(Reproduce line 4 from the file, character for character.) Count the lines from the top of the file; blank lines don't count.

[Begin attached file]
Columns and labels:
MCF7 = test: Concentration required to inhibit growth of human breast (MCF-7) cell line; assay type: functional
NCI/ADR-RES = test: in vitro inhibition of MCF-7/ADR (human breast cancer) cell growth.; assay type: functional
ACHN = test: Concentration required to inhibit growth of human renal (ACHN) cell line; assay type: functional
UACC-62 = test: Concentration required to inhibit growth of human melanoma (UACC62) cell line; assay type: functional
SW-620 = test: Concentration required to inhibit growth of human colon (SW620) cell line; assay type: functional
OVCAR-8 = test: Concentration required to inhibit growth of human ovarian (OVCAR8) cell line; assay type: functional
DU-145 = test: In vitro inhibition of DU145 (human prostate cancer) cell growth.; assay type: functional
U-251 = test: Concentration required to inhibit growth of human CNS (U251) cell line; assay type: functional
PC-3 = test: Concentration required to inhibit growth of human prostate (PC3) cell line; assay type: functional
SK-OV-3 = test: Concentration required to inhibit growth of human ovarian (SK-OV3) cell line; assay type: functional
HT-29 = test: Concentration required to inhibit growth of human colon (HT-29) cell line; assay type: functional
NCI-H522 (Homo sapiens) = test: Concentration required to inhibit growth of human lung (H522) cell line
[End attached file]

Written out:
ACHN = test: Concentration required to inhibit growth of human renal (ACHN) cell line; assay type: functional